Since I’ve lived just outside of the New York City area, I’ve always thought of the New York Times as my home newspaper. And while I will not be getting into any political discussions about the NYTimes, I am going to discuss a recent advice column that basically said a young woman should be very hesitant about dating someone with a chronic illness, specifically my main chronic illness called Crohn’s disease. And in many ways, some of her words go passed hesitant, to the point of someone like me only being a burden to a future caregiver.
This couldn’t be farther from the truth for so many reasons, and I’ll be sharing a few reasons why, plus one HUGE piece of advice for anyone with a chronic illness that is confronted by someone not continuing a relationship because of their illness.
Above is the question by a young woman. But before I get started, I just want to say how distasteful the artwork of the NYTimes is. Especially given the current climate and life being harder than it normally is, it depicts a helpless man with an IV being dumped. Waving goodbye while his heartbreaks. I’m even finding it hard to put my frustration and disappointment in the NYTimes into words. So maybe I will just leave it at that for this POOR choice of graphics.
Here was Kwame Anthony Appiah’s response to the question in his advice column.
So, now I’ll jump in more. Life with a chronic illness can be managed, it can even be very very good. Instead, this response painted those living with inflammatory bowel disease, and any chronic illness for that matter in a negative light, like there is no hope, and that there will likely only be one outcome in that person’s future, caregiver. It makes it sound like there will never be ANY good days and only continual bad days when the sunrises.
First, living with a chronic illness is tough at times. I will acknowledge that because it’s something that can’t be ignored. But that doesn’t mean the people who are living with a chronic illness aren’t tough also. Many times those with a chronic illness have grown invisible muscles to deal with adversity throughout the day. Muscles to deal with the pain and still push through to enjoy life.
I know that my days right now are okay. We’re living through a difficult time and I would be lying if I said I was doing great. But even at “okay” I’m still going about my day it isn’t impacting my life or my wife one bit. There are an incredible amount of Spoonies out there who have developed these invisible muscles as well, and it makes them very dateable.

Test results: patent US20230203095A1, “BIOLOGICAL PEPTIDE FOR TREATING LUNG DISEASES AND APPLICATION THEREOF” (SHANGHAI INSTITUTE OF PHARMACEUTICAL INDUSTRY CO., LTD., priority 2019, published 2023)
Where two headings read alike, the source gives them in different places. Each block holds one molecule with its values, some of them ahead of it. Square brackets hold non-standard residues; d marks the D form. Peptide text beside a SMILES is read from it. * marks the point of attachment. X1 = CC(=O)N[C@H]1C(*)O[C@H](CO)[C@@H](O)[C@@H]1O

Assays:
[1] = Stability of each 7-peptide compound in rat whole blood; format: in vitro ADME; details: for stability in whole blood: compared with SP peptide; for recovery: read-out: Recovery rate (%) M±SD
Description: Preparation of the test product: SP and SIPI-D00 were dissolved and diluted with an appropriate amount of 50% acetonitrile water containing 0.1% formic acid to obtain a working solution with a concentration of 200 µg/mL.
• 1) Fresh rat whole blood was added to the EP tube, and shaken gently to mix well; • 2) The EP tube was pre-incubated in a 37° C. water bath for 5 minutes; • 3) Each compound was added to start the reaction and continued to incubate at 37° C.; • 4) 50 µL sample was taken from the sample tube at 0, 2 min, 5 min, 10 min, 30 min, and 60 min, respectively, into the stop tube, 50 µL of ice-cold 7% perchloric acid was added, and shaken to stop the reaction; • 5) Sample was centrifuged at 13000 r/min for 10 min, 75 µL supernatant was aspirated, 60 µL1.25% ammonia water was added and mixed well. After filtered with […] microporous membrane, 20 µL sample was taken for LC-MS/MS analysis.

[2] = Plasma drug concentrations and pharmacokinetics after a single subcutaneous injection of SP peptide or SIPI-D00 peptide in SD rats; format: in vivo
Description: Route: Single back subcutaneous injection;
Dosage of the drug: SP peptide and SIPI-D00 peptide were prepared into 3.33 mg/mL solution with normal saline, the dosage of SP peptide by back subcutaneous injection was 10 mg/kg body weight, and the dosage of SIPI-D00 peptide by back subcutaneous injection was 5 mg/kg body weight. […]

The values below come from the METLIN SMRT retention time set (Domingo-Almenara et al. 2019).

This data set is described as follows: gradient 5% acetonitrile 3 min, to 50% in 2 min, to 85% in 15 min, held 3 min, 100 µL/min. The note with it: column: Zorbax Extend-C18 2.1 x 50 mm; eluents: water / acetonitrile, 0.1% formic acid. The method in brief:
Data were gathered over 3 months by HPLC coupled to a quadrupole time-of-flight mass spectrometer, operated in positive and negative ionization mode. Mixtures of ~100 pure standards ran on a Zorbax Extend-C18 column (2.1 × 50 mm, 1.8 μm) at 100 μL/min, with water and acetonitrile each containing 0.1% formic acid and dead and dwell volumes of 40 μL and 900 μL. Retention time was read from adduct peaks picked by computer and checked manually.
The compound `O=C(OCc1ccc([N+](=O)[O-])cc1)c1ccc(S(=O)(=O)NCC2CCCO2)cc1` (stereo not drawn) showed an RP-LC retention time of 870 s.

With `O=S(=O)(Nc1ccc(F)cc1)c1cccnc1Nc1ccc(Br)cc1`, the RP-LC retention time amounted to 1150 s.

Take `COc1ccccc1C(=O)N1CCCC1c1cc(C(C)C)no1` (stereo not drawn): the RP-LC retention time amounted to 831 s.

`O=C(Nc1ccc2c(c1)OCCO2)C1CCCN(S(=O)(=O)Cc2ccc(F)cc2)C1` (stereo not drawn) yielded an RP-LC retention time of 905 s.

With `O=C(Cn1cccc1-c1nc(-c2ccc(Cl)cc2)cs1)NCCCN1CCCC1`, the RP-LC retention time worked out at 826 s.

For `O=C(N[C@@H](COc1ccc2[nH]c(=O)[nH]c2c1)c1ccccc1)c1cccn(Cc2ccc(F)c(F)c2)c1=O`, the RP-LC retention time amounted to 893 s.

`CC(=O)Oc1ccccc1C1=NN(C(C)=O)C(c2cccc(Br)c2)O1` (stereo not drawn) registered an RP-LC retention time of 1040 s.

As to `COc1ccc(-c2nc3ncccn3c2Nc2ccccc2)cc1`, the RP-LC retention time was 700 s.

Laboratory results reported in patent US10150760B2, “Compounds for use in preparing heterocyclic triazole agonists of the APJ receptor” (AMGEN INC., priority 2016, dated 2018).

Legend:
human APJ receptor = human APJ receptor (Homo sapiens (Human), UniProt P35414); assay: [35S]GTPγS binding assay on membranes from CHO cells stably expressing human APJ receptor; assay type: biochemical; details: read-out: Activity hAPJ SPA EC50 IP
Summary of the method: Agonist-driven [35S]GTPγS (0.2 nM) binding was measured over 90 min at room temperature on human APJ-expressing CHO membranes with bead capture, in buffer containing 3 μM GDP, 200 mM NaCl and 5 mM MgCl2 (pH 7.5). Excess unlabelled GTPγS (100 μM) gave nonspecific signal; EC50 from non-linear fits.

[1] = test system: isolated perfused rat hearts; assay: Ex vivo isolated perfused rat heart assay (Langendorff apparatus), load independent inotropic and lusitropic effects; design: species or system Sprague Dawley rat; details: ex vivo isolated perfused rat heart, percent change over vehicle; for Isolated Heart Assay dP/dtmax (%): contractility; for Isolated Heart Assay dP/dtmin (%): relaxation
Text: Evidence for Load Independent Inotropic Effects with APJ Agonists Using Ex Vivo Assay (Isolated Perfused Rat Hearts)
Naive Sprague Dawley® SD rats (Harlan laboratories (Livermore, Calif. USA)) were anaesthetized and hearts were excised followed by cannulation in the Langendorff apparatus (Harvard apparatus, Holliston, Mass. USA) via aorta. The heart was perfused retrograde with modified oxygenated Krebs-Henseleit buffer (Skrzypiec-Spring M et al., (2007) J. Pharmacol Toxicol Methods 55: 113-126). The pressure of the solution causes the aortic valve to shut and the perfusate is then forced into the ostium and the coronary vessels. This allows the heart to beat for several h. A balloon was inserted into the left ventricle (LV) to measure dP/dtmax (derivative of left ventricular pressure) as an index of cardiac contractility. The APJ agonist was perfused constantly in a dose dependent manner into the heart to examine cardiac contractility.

Additionally, my chronic illness didn’t impact my dating much at all. Why? Because I was positive about it and had a positive approach to taking care of it. My wife and I had a conversation early on in our relationship about why she’s able to date me, a guy with severe Crohn’s, asthma, arthritis, and an ostomy.
Her answer was simple, she knew I was always going to do everything I can to take care of my body and mind to overcome the challenges I face, in order to make them easier for us to face them together. She witnesses me putting in the time every day to manage my illnesses. She watches me go through my nightly routine every evening to set up the following day for both mind and body. And watches me wake up early to get ahead of my illnesses and go through my morning routine to start the day off right.
Since she’s seen this from the beginning, she knows that whatever our future holds, I will have done everything I could to give us the best shot. And in reality, that is all we can do. One of my best friends, a former competitive triathlete with sponsors, and a model of perfect health was just diagnosed with stage 4 cancer. It kept me up all night when she told me and I’m heartbroken about the fight she has ahead. In some ways, maybe a chronic illness is a good challenge because you know what’s ahead at least. But my point is, none of us know what is ahead, whether we have a chronic illness or not, just be with someone you love because there will always be challenges.
LASTLY AND MY BIG TIP TO ANYONE WITH A CHRONIC ILLNESS.
Right before my ostomy surgery, I went out with a good friend of mine who actually happened to be a casual X too. She’s a genuinely amazing person and I could always count on her for honest advice while not holding back details on a question. I told her that I was about to have ostomy surgery and how scared I was that it would change my life forever and no woman would ever date me. I told her everything.
Brian, your Crohn’s disease. Your ostomy. Those aren’t going to keep you from being with the “right” one. Your Crohn’s disease. Your ostomy. They will keep you from being with the “wrong” one! And that is so much more important.
That always stuck with me and even after everything my Crohn’s disease put me through. After everything, I had to learn about living with an ostomy. After all the hurdles I had to jump through to get to this point in my life. I can say that I’M NOT A BURDEN. I’M ACTUALLY QUITE THE CATCH!
And so are you. If you’re reading this and you have any chronic illness, know that you matter and you will matter to someone (if you don’t already have that special someone). Not someone who will think of you as a charity case or someone who made a poor decision that they now have to live with.
You will be with someone who loves you for everything that you’re. Love you through the good and the bad. The healthy and the sick. The rough nights at home and the even tougher nights in the hospital. And along most of the journey, your chronic illness will not take over your relationship and it will be filled with smiles, laughs, and love the entire time.